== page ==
The silent killer you may not be taking seriously

And how to cure it without becoming Big Pharma’s next zombie

So many people accept high blood pressure as yet one more sign of “getting old.” But since I hate that saying and what it implies, I thought we should take a closer look at this whole blood pressure business. And, make no mistake. It’s a BIG business for the pharmaceutical industry. It seems that almost everyone over the age of 45 who sets foot in my office is on a blood pressure medication. But there are some serious risks associated with these drugs that you need to know about. More on that in a bit.

First, let me tell you why you should never brush high blood pressure off as “no big deal”…

Waiting for symptoms may be
the deadliest mistake you can make

There are two types of high blood pressure. The first is called primary hypertension. It generally develops gradually over the years as the collagen and elastin in your artery and blood vessel walls breaks down. Collagen and elastin break down in most parts of our body as we age. The most visible sign is skin wrinkling. But the same thing is happening in your blood vessels.

The other type of high blood pressure is known as secondary hypertension. It tends to appear suddenly and causes higher blood pressure. Secondary hypertension can usually be traced to some specific underlying cause, such as:

  • Kidney problems
  • Adrenal gland tumors
  • Congenital blood vessel defects
  • Common medications, such as  birth control pills, cold remedies, decongestants, over-the-counter pain relievers and some prescription drugs, like Ritalin or Adderall

But regardless of which type you have, high blood pressure (or hypertension) is truly a silent killer. Most people don’t experience any signs or symptoms until their blood pressure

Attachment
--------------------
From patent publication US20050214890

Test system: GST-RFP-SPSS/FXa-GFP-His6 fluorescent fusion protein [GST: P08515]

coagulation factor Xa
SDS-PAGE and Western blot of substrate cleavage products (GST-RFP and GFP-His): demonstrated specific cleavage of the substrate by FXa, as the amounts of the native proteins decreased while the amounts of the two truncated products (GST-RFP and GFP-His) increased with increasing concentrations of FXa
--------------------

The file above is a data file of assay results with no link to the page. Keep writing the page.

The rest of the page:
reaches a severe–even life-threatening–stage. Which is what makes hypertension so dangerous.

For the record, some of those late-stage symptoms include dull headaches, dizzy spells, or nosebleeds. But, again, by the time these set in (if they set in at all), it could be too late. So it’s critical to take action NOW. Even if you think you’ve got it under control.

Because according to some brand new research from the Centers for Disease Control and Prevention, more than half of the people in the country who have hypertension don’t have it under control.1

And the consequences of letting it go are downright deadly.

It’s not just heart attack and stroke
you need to worry about…

The most obvious risks of hypertension are heart attack, stroke, and heart failure. But it can also lead to some other, equally serious–and equally life- threatening–conditions. Ones you might not expect. Things like…

  • Aneurysm. Over time, high blood pressure can cause a bulge in weakened artery walls. These bulges are aneurysms. And if one bursts, it can cause potentially deadly internal bleeding.
  • Vision loss. High blood pressure strains the tiny blood vessels in your eyes, which impairs vision.
  • Kidney failure. Hypertension causes artery and blood vessel damage. Which interferes with your kidneys’ ability to operate effectively. Eventually, this can lead to buildup of toxic waste and kidney failure.
  • Cognitive impairment and memory loss. High blood pressure makes it difficult for blood to flow freely through your arteries and blood vessels. Without enough blood, your brain–and your memory–suffers.

It’s pretty obvious why this is one of America’s biggest killers. (Second only to diabetes.)

But, as deadly as it is, one of the biggest problems with hypertension in this country is that it’s actually overtreated. (As is everything else in modern medicine–especially in America.)

The hidden cost of reaching
that “magic number”

Many people are medicated to the point where they suffer from fatigue, memory dysfunction, and an overall malaise. I’ve seen patients on four or five different blood pressure medications simply to reach that “magic” number of 120/70. Yet, they could hardly move. There has to be a balance.

Don’t get me wrong. There is certainly a time and place for blood pressure medications. When the top (“systolic”) number is greater than 140, and all else has failed, even I will write a prescription. But usually in the lowest dose possible. And, as a last resort.